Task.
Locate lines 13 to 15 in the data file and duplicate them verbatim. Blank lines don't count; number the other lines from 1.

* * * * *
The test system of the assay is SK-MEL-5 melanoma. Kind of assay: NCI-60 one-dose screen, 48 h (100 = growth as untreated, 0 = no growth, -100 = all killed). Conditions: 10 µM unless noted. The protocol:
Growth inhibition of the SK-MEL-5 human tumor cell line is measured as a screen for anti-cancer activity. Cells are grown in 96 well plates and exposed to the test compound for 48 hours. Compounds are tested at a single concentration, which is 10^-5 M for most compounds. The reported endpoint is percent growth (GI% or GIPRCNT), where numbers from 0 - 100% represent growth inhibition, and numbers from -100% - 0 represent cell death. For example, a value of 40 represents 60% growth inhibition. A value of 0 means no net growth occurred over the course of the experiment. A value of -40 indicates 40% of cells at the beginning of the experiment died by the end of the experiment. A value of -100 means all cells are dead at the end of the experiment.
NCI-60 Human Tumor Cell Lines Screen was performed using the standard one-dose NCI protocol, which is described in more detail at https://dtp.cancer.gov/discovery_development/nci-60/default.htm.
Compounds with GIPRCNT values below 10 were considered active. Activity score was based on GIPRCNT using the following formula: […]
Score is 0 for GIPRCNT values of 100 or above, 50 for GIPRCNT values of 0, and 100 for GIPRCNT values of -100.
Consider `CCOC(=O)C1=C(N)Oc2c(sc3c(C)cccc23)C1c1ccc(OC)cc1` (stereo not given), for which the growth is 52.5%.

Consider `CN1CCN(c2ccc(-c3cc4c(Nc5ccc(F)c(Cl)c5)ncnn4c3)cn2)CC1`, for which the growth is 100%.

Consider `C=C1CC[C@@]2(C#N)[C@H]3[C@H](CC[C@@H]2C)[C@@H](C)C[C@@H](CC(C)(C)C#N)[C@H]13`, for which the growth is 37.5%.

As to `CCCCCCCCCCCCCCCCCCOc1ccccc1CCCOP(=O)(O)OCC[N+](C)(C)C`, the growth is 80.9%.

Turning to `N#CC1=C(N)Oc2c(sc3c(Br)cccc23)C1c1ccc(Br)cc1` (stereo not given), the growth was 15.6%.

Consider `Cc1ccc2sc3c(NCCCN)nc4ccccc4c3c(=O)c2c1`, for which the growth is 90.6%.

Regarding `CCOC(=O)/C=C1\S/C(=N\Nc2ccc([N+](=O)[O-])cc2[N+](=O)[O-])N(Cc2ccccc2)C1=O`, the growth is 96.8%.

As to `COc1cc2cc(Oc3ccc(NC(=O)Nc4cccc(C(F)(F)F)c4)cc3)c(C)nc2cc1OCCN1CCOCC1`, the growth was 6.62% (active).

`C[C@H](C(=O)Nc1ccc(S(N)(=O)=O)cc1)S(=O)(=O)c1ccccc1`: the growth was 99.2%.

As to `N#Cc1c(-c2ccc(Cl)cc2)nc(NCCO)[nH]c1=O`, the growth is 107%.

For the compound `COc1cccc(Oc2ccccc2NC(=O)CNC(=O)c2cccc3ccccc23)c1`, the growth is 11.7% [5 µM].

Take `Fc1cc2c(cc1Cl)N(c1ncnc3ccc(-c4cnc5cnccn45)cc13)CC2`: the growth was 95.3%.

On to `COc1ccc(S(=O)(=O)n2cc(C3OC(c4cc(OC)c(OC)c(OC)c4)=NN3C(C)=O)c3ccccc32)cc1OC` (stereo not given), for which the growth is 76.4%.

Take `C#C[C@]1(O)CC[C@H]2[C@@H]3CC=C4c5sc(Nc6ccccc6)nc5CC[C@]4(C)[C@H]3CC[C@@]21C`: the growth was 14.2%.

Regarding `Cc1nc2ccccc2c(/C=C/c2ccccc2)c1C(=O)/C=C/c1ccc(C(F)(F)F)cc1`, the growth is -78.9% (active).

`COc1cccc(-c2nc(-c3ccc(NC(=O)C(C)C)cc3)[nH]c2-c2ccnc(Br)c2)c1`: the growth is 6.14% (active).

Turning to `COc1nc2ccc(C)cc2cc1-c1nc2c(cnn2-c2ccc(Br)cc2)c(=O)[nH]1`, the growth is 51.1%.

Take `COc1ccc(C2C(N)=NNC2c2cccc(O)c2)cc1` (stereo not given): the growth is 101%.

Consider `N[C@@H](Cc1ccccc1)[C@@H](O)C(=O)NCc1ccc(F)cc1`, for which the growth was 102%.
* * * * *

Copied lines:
As to `COc1cc2cc(Oc3ccc(NC(=O)Nc4cccc(C(F)(F)F)c4)cc3)c(C)nc2cc1OCCN1CCOCC1`, the growth was 6.62% (active).

`C[C@H](C(=O)Nc1ccc(S(N)(=O)=O)cc1)S(=O)(=O)c1ccccc1`: the growth was 99.2%.

As to `N#Cc1c(-c2ccc(Cl)cc2)nc(NCCO)[nH]c1=O`, the growth is 107%.